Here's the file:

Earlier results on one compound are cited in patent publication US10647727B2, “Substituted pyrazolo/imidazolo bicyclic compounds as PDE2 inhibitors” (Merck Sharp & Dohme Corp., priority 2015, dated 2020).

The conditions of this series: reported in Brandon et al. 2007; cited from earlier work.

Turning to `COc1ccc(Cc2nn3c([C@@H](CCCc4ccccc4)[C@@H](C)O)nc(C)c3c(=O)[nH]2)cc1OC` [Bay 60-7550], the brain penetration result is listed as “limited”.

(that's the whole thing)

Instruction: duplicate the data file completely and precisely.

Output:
Earlier results on one compound are cited in patent publication US10647727B2, “Substituted pyrazolo/imidazolo bicyclic compounds as PDE2 inhibitors” (Merck Sharp & Dohme Corp., priority 2015, dated 2020).

The conditions of this series: reported in Brandon et al. 2007; cited from earlier work.

Turning to `COc1ccc(Cc2nn3c([C@@H](CCCc4ccccc4)[C@@H](C)O)nc(C)c3c(=O)[nH]2)cc1OC` [Bay 60-7550], the brain penetration result is listed as “limited”.